The growing focus on Congress is a shift in strategy. Since taking office, the Biden administration has privately negotiated with TikTok on a deal that would allow the app to operate in the U.S. But the talks have not resulted in an agreement, and calling more aggressively on Congress to act could shift the focus away from the stalled talks.

Other bans: The White House told federal agencies last month that they had 30 days to delete TikTok from government devices. More than two dozen states have banned the app from government devices, as have Canada and the executive arm of the E.U. India banned the platform in mid-2020.

What’s next: TikTok’s chief executive, Shou Zi Chew, is scheduled to testify before a House committee later this month.


Around the World

Experts are working to restore Notre Dame’s unique sound as they rebuild the fire-torn cathedral. You can experience its acoustics in our interactive story. (Use headphones!)

Residents said that Myanmar’s soldiers killed at least 17 villagers in a rampage, The Associated Press reports.

Israel’s military reservists are speaking out against the government’s efforts to overhaul the judiciary, an expression of anger that military leaders fear could affect operational readiness.

Other Big Stories

“Everything Everywhere All at Once” has now won all the top prizes from Hollywood’s major guilds. The four other films that have done so went on to win the best picture Oscar.

Toblerone will drop an image of a famous Swiss mountain from its packaging as it moves some production out of Switzerland.

A Morning Read

Some of Toronto’s best restaurants are in aging, low-slung strip malls. Run by immigrants, many offer nostalgic dishes from places like Sri Lanka and Malaysia. Others, like an Indonesian-Lebanese restaurant, fuse new flavors that reflect waves of immigration.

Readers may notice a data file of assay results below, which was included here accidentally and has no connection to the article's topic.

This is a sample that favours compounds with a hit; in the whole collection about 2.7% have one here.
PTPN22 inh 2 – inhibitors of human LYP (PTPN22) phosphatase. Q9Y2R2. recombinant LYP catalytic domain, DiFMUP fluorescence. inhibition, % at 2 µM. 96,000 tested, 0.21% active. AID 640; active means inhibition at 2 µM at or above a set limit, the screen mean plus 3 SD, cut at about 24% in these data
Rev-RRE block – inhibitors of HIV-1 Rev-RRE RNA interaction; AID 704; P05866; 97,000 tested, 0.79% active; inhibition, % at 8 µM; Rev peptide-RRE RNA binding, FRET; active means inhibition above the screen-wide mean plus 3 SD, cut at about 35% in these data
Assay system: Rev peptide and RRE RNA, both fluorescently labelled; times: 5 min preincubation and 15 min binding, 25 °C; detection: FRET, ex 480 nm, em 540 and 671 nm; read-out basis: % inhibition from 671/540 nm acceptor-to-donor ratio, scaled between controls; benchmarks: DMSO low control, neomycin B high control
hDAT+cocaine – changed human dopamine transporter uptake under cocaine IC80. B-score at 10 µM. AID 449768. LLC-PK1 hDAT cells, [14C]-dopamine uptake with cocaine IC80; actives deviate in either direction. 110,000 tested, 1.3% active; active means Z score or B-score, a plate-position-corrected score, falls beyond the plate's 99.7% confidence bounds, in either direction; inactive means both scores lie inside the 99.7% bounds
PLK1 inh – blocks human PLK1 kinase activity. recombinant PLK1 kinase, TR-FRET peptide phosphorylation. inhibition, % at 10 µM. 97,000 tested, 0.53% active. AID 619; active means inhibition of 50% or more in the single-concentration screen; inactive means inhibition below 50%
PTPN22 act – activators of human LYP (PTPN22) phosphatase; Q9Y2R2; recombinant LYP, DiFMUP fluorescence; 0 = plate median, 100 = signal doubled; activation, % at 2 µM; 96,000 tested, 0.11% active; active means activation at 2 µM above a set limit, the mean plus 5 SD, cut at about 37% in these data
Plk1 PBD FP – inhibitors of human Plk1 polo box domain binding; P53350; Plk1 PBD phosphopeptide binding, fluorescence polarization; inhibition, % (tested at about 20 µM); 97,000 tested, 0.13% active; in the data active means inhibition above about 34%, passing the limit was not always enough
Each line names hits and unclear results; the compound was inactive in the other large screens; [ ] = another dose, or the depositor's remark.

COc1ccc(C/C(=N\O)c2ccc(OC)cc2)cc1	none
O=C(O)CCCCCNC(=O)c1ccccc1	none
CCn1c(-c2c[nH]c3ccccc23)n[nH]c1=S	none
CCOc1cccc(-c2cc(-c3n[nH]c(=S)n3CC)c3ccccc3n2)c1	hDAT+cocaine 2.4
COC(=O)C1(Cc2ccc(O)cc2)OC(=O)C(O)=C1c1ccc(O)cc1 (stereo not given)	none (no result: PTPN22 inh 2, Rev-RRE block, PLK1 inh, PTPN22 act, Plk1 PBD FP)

But many strip malls — some of the only places that first-generation restaurateurs could afford — have been replaced by high-end condominiums. One food writer described their disappearance as a “loss of culture.”


Asian Americans, shifting right

In the past two U.S. national elections — 2020 and 2022 — the Asian American vote, while still favoring Democrats, has moved right. A dramatic shift also occurred in New York City between 2018 and 2022, where Asian voters span many ethnicities and ideologies. A few explanations: 

Outreach. Republicans increased their presence in Asian neighborhoods where voters felt overlooked by Democrats, and focused on local issues.

Class divide. The Democratic Party increasingly reflects the views of college-educated professionals. Many Asian voters are working class.

Education. Asian voters have fought Democratic proposals to change admissions policies at top public high schools. And progressives supported extended school closures, which were harder for working-class parents. 

Crime. Republicans’ tough-on-crime stance has attracted voters after increased anti-Asian violence. “Being Asian, I felt I had a bigger target on my back,” said a lifelong Democrat, who voted for a Republican in the governor’s race.

For more, check out our explanation in The Morning.


What to Cook

If you’re celebrating the Jewish holiday of Purim, make these savory onion and poppy seed hamantaschen. 

What to Read

“War Diary” is an intimate chronicle of the early days of Russia’s invasion of Ukraine. 

What to Watch

Give yourself chills with one of these thrillers.


Take a 60-second breathing test and try these three simple breath work exercises.

Now Time to Play

Play the Mini Crossword, and a clue: Inside informant (four letters).

Here are the Wordle and the Spelling Bee.

You can find all our puzzles here.

That’s it for today’s briefing. See you next time. — Amelia

P.S. Spelling Bee featured in an unusual marriage proposal. (She said yes!)

“The Daily” is on the fallout of a train derailment in Ohio.

We’d like your feedback! Please email thoughts and suggestions to [email protected].

Source: Read Full Article

Related Posts